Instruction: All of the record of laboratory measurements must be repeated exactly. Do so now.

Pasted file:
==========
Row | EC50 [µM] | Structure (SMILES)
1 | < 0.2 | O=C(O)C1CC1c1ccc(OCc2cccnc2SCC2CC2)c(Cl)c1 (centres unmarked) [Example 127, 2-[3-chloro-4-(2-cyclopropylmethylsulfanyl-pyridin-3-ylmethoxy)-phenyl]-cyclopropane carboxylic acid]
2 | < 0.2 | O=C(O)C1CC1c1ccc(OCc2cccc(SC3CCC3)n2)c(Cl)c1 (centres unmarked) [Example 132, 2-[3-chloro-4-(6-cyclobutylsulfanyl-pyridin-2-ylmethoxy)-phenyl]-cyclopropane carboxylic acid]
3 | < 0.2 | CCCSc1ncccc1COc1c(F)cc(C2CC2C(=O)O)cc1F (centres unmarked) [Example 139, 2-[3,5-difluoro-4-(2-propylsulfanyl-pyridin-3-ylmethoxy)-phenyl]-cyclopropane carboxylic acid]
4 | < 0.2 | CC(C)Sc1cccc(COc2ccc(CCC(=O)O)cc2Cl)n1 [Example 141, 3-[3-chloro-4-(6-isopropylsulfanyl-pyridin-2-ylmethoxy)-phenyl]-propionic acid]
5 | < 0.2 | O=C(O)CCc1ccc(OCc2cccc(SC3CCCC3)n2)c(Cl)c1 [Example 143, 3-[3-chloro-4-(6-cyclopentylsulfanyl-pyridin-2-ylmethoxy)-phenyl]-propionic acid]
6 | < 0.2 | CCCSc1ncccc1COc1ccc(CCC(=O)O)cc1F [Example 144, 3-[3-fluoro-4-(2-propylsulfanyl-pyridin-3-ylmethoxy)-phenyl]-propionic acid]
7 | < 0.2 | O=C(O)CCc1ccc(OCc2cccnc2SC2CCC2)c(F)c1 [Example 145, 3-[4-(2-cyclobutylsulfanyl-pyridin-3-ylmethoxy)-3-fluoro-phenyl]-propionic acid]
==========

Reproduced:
Row | EC50 [µM] | Structure (SMILES)
1 | < 0.2 | O=C(O)C1CC1c1ccc(OCc2cccnc2SCC2CC2)c(Cl)c1 (centres unmarked) [Example 127, 2-[3-chloro-4-(2-cyclopropylmethylsulfanyl-pyridin-3-ylmethoxy)-phenyl]-cyclopropane carboxylic acid]
2 | < 0.2 | O=C(O)C1CC1c1ccc(OCc2cccc(SC3CCC3)n2)c(Cl)c1 (centres unmarked) [Example 132, 2-[3-chloro-4-(6-cyclobutylsulfanyl-pyridin-2-ylmethoxy)-phenyl]-cyclopropane carboxylic acid]
3 | < 0.2 | CCCSc1ncccc1COc1c(F)cc(C2CC2C(=O)O)cc1F (centres unmarked) [Example 139, 2-[3,5-difluoro-4-(2-propylsulfanyl-pyridin-3-ylmethoxy)-phenyl]-cyclopropane carboxylic acid]
4 | < 0.2 | CC(C)Sc1cccc(COc2ccc(CCC(=O)O)cc2Cl)n1 [Example 141, 3-[3-chloro-4-(6-isopropylsulfanyl-pyridin-2-ylmethoxy)-phenyl]-propionic acid]
5 | < 0.2 | O=C(O)CCc1ccc(OCc2cccc(SC3CCCC3)n2)c(Cl)c1 [Example 143, 3-[3-chloro-4-(6-cyclopentylsulfanyl-pyridin-2-ylmethoxy)-phenyl]-propionic acid]
6 | < 0.2 | CCCSc1ncccc1COc1ccc(CCC(=O)O)cc1F [Example 144, 3-[3-fluoro-4-(2-propylsulfanyl-pyridin-3-ylmethoxy)-phenyl]-propionic acid]
7 | < 0.2 | O=C(O)CCc1ccc(OCc2cccnc2SC2CCC2)c(F)c1 [Example 145, 3-[4-(2-cyclobutylsulfanyl-pyridin-3-ylmethoxy)-3-fluoro-phenyl]-propionic acid]